Looking over the foods mentioned above, it’s fairly evident that a diet rich in fruits and vegetables that is supplemented with healthy fats in the forms of fish and nuts is the best way to fight inflammation. Additionally, there are a few foods that we should try to avoid in our fight against inflammation. Foods that contain high levels of saturated, trans fats and those that contain a large amount of polyunsaturated fats that are high in Omega-6 fatty acids (corn, cottonseed, and sunflower seed oil) are pro-inflammatory and can increase the risk of chronic inflammation. Also, processed ‘junk’ foods that are made with excessive amounts of sugar and refined white flour can also heighten the inflammatory response.
Keeping all that we have learned thus far in mind, let’s take a look at what an inflammation busting meal might look like and highlight the specific elements that are high in the nutrients important to the healing process.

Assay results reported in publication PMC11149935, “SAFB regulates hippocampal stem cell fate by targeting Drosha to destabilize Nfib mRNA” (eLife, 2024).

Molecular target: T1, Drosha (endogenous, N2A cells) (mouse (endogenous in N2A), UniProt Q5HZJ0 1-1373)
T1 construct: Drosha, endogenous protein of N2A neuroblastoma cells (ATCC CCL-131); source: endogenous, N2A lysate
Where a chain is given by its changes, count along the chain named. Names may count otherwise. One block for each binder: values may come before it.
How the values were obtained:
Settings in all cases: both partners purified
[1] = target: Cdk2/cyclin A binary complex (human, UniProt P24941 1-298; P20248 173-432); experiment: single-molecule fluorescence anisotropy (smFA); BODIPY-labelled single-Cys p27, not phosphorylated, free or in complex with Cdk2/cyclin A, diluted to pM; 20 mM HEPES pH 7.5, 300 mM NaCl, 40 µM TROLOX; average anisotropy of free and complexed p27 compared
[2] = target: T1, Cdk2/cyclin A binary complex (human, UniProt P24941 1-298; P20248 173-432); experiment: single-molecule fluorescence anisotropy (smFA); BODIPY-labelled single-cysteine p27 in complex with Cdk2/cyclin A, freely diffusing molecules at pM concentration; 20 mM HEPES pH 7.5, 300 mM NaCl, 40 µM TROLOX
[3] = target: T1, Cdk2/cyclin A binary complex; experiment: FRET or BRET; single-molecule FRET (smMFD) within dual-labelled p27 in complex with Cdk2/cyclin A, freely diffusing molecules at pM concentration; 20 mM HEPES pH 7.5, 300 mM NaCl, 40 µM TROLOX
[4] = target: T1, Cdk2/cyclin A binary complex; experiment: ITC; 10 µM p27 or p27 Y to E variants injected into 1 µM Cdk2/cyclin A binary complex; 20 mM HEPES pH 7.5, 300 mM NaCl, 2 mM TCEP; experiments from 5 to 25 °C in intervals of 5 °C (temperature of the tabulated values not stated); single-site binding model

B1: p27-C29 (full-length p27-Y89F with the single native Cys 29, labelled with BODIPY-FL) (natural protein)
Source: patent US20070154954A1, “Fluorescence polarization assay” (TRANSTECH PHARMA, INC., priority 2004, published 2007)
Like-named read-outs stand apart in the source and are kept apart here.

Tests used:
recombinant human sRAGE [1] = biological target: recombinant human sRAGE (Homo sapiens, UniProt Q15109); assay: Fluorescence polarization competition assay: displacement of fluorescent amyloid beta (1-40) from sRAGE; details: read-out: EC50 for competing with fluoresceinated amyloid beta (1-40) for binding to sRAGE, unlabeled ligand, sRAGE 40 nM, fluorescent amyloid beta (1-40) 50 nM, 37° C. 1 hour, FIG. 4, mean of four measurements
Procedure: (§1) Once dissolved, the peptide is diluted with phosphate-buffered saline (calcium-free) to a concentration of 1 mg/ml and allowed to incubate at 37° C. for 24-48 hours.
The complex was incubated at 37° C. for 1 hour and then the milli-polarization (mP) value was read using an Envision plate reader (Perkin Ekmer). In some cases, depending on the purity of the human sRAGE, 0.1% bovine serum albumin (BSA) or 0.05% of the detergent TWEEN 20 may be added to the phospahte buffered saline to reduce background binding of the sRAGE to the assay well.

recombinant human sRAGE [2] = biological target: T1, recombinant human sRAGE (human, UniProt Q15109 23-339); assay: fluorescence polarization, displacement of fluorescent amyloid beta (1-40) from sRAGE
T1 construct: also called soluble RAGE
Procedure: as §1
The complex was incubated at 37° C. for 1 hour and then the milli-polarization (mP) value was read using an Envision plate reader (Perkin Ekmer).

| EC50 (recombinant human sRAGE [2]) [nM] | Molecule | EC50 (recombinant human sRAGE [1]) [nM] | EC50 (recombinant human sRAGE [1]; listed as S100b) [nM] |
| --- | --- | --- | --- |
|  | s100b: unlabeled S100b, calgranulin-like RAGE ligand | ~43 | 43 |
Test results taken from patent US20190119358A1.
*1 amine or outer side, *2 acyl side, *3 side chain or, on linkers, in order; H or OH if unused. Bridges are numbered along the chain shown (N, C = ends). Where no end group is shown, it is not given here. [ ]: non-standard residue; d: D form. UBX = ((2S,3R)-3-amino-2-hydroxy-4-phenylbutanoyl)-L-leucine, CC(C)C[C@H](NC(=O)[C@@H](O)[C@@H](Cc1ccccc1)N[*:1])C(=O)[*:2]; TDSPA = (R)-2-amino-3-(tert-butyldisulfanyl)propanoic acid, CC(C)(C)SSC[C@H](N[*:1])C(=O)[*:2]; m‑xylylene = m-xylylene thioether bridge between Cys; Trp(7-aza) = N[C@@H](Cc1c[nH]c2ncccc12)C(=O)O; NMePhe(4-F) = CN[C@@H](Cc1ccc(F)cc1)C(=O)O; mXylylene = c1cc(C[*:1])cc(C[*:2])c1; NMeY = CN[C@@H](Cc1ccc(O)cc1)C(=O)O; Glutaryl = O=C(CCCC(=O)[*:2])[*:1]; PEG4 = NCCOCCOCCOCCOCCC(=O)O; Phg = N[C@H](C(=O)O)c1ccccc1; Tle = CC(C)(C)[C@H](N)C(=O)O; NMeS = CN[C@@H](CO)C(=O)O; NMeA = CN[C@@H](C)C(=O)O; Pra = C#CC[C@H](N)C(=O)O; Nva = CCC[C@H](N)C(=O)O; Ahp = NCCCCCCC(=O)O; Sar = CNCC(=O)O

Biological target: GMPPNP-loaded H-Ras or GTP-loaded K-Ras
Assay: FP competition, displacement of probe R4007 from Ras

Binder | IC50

Let’s start our meal with a creamy Messaged Kale and Avocado salad topped with halved cherry tomatoes. This raw salad takes extreme advantage of kale’s nutritional bounty and each serving provides 230%, 172% and almost 10% of our daily vitamin A, vitamin C and Omega-3 essential fatty acid quota. This healthful salad is also highlights one of the major healing herbs, parsley, which is rich in another group of antioxidants, flavonoids.
Moving to our main course, let’s dine on some Baked Garlic and Ginger Salmon and colorful bounty of Roasted Vegetables anchored by carotenoid rich sweet potatoes and butternut squash. One serving of this amazing salmon and the not-so-subtle transfusion of root vegetables, winter squash and Brussels sprouts provides 280%, 123%, 183%, 49% and 63% of the daily recommended intake of vitamins A and C, the vitamin B complex, selenium and omega-3 essential fatty acids. You will notice that the salmon is dressed with garlic, an exceptional source of heart healthy selenium, and ginger that inhibits the formation of inflammatory compounds with the added benefit of soothing stomach distress. Also, the deceptively delicious vegetables happen to be tossed and baked in thyme to complement the powerful anti-inflammatory carotenoids of the sweet potato and squash with antioxidant flavonoids that serve the body in a number of ways.